USAID’s partner, the Caribbean Community Climate Change Centre, approached Maya Island Air and eventually created a public private partnership to benefit people living throughout the Caribbean.
Maya Island Air partnered with the Caribbean Community Climate Change Centre to enable LiDAR missions. | Credit: USAID

A Catalyst for Climate Finance and Action in the Eastern and Southern Caribbean

By Christine Chumbler

USAID investments in reducing the risks and impacts of climate change—through increasing community resilience, building regional climate science capacity, or providing meteorological equipment—are vital for the countries of the Eastern and Southern Caribbean (ESC). But ideally these investments can also have tremendous knock-on effects, encouraging the formation of additional partnerships with the private sector and other donors, and therefore increasing overall investment. The Climate Change Adaptation Program (CCAP) is one such investment.

The goal of the CCAP is to reduce risks to human and natural assets resulting from climate change vulnerability through strengthening an integrated system for the implementation and financing of sustainable adaptation approaches in Antigua & Barbuda, Barbados, Dominica, Grenada, Guyana, St. Kitts & Nevis, Saint Lucia, St. Vincent & the Grenadines, Suriname, and Trinidad & Tobago. From an investment of $10 million, the CCAP has successfully leveraged approximately $310 million dollars over the life of the project, from July 2016 to September 2020. The design and flexibility of the CCAP catalytic interventions resulted in a domino effect of leveraged financing that continues to provide additional benefits to the region.

Prior to the CCAP investment, the inadequacy of useful data in the ESC stymied the ability of governments and communities to adapt to the negative impacts of climate change. CCAP recognized that for climate change impacts to be sustainably addressed within the Caribbean, the region required a cohesive system that could produce climate change data, incorporate this data into decision making at various levels, design and implement innovative adaptation projects that could be replicated, and generate sustainable financing for scaling-up and replication beyond the scope of the project. USAID’s investments through CCAP were designed to build the foundation for just this kind of system.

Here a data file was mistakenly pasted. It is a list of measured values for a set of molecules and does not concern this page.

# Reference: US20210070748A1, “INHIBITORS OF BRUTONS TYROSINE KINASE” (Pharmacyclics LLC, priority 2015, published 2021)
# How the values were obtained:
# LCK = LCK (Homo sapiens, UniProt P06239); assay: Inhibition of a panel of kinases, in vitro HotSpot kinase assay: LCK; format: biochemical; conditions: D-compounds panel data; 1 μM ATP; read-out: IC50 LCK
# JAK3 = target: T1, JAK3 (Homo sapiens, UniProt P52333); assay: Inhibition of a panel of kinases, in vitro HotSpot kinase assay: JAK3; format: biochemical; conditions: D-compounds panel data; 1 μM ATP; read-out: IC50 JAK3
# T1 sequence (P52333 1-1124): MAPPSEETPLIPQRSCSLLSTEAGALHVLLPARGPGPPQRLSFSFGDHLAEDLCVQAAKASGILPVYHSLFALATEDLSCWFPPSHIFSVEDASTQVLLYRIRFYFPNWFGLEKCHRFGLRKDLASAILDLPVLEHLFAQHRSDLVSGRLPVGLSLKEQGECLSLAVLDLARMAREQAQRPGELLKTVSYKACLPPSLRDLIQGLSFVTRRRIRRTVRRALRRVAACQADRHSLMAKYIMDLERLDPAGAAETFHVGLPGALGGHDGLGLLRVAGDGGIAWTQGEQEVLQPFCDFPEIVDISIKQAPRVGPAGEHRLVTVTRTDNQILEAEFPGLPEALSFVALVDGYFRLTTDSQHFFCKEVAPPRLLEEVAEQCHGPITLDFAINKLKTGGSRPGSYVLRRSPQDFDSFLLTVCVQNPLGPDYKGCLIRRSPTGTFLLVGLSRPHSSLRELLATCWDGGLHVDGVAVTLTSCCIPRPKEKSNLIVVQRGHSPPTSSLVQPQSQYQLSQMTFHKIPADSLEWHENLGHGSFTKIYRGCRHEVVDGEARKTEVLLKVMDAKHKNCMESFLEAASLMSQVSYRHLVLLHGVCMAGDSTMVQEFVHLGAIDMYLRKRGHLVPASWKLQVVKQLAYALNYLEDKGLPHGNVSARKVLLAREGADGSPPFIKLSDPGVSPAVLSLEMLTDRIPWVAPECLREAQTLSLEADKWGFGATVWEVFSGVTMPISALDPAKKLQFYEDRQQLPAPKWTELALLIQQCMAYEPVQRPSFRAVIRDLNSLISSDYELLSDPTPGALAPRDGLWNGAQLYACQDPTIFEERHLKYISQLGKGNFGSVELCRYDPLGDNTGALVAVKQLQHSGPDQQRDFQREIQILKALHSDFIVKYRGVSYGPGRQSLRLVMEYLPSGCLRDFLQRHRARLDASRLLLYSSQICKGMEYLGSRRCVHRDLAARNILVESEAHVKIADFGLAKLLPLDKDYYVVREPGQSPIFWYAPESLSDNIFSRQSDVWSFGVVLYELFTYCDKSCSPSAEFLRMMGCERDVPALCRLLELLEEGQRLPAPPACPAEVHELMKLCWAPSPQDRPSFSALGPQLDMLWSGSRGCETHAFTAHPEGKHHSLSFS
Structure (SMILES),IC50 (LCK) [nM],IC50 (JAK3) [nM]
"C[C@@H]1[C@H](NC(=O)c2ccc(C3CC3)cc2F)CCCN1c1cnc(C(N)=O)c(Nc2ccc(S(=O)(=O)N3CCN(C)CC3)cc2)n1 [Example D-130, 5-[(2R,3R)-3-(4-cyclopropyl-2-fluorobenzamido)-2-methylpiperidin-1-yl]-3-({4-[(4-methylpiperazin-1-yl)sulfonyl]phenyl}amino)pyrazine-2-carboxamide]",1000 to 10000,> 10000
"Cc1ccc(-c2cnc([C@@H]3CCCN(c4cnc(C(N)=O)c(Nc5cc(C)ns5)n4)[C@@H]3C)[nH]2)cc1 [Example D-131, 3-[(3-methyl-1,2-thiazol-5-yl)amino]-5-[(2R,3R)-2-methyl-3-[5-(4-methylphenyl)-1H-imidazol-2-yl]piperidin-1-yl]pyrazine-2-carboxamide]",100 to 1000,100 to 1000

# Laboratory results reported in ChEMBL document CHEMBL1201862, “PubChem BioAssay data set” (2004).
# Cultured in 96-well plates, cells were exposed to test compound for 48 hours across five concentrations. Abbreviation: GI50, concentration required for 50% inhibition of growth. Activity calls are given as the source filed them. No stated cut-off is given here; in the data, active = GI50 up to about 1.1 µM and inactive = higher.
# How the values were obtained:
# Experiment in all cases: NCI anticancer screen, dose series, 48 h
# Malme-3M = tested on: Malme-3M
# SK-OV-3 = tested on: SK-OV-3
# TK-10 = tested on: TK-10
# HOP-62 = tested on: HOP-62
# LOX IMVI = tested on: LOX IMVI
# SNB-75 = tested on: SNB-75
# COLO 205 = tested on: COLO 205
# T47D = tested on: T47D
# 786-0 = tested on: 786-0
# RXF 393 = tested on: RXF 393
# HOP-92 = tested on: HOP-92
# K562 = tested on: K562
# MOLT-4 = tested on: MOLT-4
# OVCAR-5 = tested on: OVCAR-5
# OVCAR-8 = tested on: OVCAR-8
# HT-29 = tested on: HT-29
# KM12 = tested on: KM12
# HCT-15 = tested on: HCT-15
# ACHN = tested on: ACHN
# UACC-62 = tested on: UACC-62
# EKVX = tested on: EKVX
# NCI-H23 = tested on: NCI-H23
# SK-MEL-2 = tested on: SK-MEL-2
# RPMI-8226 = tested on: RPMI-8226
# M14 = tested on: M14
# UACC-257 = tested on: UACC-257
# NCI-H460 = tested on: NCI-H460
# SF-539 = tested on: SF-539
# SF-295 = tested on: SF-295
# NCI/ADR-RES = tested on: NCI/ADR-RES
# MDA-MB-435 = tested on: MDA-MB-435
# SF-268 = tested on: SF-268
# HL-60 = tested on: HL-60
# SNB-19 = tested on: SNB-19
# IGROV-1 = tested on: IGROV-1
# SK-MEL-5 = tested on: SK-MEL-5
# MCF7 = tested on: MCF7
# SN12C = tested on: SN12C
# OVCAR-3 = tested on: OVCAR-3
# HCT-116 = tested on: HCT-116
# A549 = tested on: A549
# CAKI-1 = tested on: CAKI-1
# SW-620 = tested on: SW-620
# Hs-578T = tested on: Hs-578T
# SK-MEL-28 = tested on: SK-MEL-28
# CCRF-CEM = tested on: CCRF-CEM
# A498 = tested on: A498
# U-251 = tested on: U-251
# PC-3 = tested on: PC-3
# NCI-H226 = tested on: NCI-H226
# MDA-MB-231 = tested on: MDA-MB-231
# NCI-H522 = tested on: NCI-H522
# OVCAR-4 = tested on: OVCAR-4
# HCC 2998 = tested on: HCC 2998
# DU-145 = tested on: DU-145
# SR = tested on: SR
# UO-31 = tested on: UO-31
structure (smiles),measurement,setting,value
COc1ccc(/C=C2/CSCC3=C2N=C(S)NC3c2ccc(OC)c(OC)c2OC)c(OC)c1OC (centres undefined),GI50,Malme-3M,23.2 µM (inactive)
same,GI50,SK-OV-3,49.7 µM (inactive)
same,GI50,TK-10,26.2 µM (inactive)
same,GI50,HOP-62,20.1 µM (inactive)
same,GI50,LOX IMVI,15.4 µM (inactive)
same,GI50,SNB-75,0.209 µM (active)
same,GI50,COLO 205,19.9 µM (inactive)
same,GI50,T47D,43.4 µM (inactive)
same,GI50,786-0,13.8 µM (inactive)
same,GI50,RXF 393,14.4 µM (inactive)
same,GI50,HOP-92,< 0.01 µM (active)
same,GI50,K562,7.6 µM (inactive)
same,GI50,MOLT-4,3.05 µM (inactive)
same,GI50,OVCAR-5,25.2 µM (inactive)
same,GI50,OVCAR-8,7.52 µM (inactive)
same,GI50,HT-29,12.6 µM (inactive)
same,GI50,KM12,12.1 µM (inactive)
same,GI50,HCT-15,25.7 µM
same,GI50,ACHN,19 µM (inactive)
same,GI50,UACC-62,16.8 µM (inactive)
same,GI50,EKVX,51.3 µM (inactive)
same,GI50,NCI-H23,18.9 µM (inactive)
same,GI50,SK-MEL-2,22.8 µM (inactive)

Automatic Weather Stations

The deployment of automatic weather stations is essential to generate more comprehensive datasets of hydrometeorological data, inclusive of wind speed and direction, air temperature, relative humidity, barometric pressure, precipitation, solar radiation, and water levels. The initial investment of less than $830,000 for 50 weather stations meant that the Caribbean Institute for Meteorology and Hydrology, which has the responsibility for their management, was able to provide more accurate forecasting of weather conditions for its ESC clients over an expanded coverage area. The value of this enhanced data capture platform allowed the Caribbean Community Climate Change Centre, the organization that implemented CCAP, to leverage funding from the European Union for a further 41 stations at a value of more than $900,000 to be installed across all Caribbean countries, including Cuba and the Dominican Republic.

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A new weather monitoring station is inaugurated in Suriname.
A new weather monitoring station is inaugurated in Suriname.

Coral Reef Early Warning System Stations

In order to monitor the health of the Caribbean Basin’s coral reefs, CCAP installed five coral reef early warning system stations in St. Kitts & Nevis, Antigua & Barbuda, Saint Lucia, St. Vincent & the Grenadines, and Grenada. These stations are designed to collect real time environmental data from prime coral reef sites throughout the world, analyze patterns and trends via an artificial intelligence technology, and predict the effects of environmental events such as bleaching on coral reefs. Environmental data collected include atmospheric and sea temperatures, wind speeds and direction, ultraviolet radiation at the surface and one meter depth, tides, salinity, and barometric pressure. The total investment under the CCAP was just over $210,000. The successful deployment of these stations was also recognized by the European Union (EU), which funded a further expansion of the network in areas outside of the ESC. Once again, the Center, with an investment of $396,000 from the EU, was able to leverage CCAP’s investment for greater climate resilient action in the Caribbean.